This will be a mini-post, just a quick look at Ischigualasto and its museum.
Ischigualasto Park, also known as “The Valley of the Moon,” is a UNESCO World Heritage Site and a hot, dry, wind-blasted rockscape that’s an absolute treasure field of paleontologic significance of the late Triassic. I have been dying to go for years.
Frankly, having to be on a guided tour isn’t that bad an idea, as if you were to get lost in the park you would absolutely die. The name of the park, according to the ranger leading the tour, is from a Native word meaning “tierra sin vida”–the deadland.
There are several famous rock formations to see on the tour, including this one:
Photographs really don’t do the place justice.
There is a small museum onsite!
The tour of the park takes about three to four hours with a break at a small building with a dig display and snack bar halfway; you ride in your own car (you can hire a local car if you don’t have one in a nearby town). The ranger picks a car from the line of tourists that has room for him and rides in it, so if you have a free seat, don’t be surprised if the ranger hops in. Check the website for hours, available tours (there’s a night one during full moons), and rates. The park does occasionally have to close on account of the Zonda wind, but I don’t think that’s very common. For the love of all that is holy, wear sunblock.
Recently, I was on a road trip to the provinces of San Juan and La Rioja. The main point of the trip was to see Parque Ischigualasto, Parque Talampaya, and guanacos.
But, there was an opportunity to take in one of my favorite type of little museums: a personal collection that got wildly out of hand. This is the Museo Piedras del Mundo:
The enterprising proprietor of the museum has put together three rooms of displays, which he will lead you through (Spanish only). The main gallery boasts a hell of a rock collection.
Pains are taken to give information on the chemistry of various minerals, which are indeed from around the world. There are also sections dedicated to the local geology.
A second room houses local archaeological finds (the region is rich in fossils and ancient human-made relics, as well as impressive rocks)…
…and also some truly alarming local creepy crawlies.
The third room houses the seashell, fish specimen, and photography collection (all the photos were taken by the museum owner).
You will easily burn more time in the museum than you thought you would. And it’s a fun little place! It is maybe just past the middle of nowhere, if you’re coming from San Agustín, closer to a very, very small village called Usno. There’s literally nothing around the place. It is, if I recall correctly, $100 pesos for entry, and it’s open from 8am to 7pm daily. He’s also got a little gift shop.
I need to get this posted, because I was told that this museum will be closing next month, which sucks, because it’s pretty cool. It has a strong online presence, a good physical space, and a great staff. It will be a loss.
The MUMIN (MUseo de MINerales, get it?) is the educational endeavor of the SEGEMAR, the Servicio Geológico Minero (Argentine Mining Geological Service). It caters mainly to school groups, tasked with making rocks interesting to children. Geology, being perhaps not the sexiest of sciences, could make that a bit difficult to achieve, but they have done an admirable job. Things to touch, demonstrations to look at–there’s a lot of activity for minerals.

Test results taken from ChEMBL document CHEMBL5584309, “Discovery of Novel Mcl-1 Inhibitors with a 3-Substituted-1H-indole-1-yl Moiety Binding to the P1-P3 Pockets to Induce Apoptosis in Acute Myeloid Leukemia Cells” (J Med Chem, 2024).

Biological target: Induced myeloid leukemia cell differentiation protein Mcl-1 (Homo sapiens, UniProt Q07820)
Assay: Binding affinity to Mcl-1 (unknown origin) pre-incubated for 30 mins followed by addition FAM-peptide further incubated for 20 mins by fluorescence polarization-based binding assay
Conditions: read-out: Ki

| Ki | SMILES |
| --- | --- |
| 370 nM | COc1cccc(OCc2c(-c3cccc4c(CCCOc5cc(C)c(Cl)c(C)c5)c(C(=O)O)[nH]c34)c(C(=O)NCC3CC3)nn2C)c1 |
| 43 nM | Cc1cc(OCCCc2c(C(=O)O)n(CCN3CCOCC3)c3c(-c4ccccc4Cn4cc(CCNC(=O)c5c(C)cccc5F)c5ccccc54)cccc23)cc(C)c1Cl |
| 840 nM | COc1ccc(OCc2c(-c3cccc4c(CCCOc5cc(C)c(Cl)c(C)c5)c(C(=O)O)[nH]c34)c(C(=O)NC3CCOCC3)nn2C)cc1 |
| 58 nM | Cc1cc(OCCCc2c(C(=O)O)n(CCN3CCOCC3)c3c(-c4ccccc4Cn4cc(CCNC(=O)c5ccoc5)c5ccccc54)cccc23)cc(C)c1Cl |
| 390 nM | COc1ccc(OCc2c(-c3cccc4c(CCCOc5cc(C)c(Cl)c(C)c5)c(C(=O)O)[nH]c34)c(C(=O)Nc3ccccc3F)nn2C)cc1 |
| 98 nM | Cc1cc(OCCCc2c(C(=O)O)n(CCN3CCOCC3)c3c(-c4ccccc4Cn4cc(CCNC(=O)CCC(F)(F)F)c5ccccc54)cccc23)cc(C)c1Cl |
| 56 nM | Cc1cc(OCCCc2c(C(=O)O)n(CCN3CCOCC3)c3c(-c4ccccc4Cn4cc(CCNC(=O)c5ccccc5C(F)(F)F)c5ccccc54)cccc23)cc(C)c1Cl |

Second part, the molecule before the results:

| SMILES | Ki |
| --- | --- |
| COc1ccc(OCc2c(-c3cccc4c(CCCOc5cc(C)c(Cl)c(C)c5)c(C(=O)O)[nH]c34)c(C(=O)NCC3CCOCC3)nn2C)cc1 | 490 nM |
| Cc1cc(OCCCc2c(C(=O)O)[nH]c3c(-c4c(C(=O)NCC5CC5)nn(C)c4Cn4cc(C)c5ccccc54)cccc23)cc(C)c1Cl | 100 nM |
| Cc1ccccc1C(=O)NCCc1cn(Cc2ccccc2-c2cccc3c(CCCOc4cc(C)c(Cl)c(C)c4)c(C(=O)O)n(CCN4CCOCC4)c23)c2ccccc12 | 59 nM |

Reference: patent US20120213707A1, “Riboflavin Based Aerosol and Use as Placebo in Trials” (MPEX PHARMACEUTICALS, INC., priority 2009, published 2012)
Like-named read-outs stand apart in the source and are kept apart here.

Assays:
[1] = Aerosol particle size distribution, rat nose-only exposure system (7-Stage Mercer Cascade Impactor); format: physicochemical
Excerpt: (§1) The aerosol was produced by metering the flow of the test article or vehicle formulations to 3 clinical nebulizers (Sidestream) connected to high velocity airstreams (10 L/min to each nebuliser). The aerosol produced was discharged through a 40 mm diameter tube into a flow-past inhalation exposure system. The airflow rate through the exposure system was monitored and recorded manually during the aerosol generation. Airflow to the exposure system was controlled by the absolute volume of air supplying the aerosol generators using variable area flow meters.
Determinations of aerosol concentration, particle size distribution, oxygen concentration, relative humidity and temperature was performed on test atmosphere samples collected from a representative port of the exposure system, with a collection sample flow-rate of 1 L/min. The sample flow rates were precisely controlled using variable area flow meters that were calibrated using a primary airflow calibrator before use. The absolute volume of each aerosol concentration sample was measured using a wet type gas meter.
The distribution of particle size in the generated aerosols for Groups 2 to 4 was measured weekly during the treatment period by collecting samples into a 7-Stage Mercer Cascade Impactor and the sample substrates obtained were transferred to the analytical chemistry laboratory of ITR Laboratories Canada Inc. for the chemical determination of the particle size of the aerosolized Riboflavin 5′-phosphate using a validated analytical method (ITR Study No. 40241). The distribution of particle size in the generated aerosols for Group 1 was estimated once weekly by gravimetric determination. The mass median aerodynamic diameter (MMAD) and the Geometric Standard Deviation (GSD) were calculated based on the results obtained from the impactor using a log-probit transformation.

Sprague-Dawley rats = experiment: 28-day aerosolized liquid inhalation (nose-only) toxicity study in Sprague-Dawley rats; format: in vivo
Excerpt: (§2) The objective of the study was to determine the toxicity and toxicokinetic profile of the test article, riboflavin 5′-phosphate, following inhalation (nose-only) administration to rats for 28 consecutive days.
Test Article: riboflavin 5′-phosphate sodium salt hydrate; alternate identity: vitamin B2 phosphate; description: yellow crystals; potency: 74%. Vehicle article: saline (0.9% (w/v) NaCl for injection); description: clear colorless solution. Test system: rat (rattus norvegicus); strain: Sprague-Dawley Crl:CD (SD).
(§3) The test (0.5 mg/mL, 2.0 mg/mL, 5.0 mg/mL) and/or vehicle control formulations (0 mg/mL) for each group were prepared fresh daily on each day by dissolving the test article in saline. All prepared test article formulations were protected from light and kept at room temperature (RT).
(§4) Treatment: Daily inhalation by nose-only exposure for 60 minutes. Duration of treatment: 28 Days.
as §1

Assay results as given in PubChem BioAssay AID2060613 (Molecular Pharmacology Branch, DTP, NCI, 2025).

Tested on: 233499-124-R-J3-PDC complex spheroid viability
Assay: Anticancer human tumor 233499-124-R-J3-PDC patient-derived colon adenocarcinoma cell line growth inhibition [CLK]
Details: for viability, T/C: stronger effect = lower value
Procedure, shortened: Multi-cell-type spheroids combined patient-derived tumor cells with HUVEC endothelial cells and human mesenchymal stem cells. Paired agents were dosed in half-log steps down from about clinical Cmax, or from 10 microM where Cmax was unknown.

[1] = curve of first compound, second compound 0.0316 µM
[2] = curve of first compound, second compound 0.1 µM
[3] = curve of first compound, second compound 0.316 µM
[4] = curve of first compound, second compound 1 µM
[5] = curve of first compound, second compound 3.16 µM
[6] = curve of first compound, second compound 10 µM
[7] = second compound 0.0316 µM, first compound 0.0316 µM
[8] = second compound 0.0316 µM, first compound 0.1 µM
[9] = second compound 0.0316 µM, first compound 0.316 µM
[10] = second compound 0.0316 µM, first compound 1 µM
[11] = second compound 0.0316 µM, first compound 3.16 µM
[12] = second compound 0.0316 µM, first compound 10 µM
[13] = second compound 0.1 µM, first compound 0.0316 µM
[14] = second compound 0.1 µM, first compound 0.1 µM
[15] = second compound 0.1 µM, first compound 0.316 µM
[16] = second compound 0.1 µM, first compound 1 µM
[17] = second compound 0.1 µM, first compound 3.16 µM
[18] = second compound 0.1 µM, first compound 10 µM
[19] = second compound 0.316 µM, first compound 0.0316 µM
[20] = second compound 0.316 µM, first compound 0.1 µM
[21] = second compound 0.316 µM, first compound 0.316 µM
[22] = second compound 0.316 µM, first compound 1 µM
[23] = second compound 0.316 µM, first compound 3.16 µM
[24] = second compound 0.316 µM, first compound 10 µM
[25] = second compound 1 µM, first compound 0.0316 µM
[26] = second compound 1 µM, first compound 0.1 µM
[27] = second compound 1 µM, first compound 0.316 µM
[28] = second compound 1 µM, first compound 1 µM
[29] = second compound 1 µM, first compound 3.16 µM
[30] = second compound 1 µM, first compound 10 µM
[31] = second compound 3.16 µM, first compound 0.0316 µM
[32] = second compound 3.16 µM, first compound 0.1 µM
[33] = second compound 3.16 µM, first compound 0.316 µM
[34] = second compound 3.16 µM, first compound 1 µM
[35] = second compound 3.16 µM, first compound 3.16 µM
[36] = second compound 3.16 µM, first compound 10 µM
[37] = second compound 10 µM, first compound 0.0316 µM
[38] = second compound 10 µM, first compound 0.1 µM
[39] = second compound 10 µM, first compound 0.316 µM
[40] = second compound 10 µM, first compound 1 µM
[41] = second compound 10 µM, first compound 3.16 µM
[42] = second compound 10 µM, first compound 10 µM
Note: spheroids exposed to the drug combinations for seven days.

The museum is located within a government ministry building, the name of which escapes me at the moment–but you do need an ID to get in.
I poked around on my own until a staff member came out, discovered my terrible Spanish, and immediately went back to send out a very patient English-speaking geologist. He showed me around the museum, told me about all the displays, and answered all my questions. Let’s see a little of the collection! Argentina has a lot of mineral-related loot.
So, do you have a favorite kind of fossilized thing? ‘Cause I do.
“That’s cool,” you’re thinking. “BUT ARE THERE PRETTY ROCKS”
The museum does have an app available on the website that will do AR stuff with a few signs as well as a VR headset with a short meteorite thing to watch; nothing extravagant but fun and memorable. There are a few more hands-on elements to see/do, including some SUPER FUN SAND TABLES:
If you move the sand around, the volcano changes:
There’s another one!
In this table, you move the sand around to form the topography of the land. Then you can make it rain by spreading your hand. The idea is to demonstrate how water moves over the topography.
Know what else I liked? This Argentina-specific graphic of geologic time:
Wanna see more minerals?
I will never not find it fascinating that some minerals naturally grow in distinctive shapes.
Finally, I will close this out with a geode.
The label doesn’t tell you this but the very nice geologist will, this geode is an enhydro agate–a geode with water inside of it. Did you know that was a thing? I had no idea that was even a thing!
The MUMIN is free and open to the public Monday through Friday from 9am-5pm (closed on holidays). Take your ID though because you need that to get in. It’s very close to the Plaza de Mayo and easily accessible by all the subway lines that go there. Go while you can.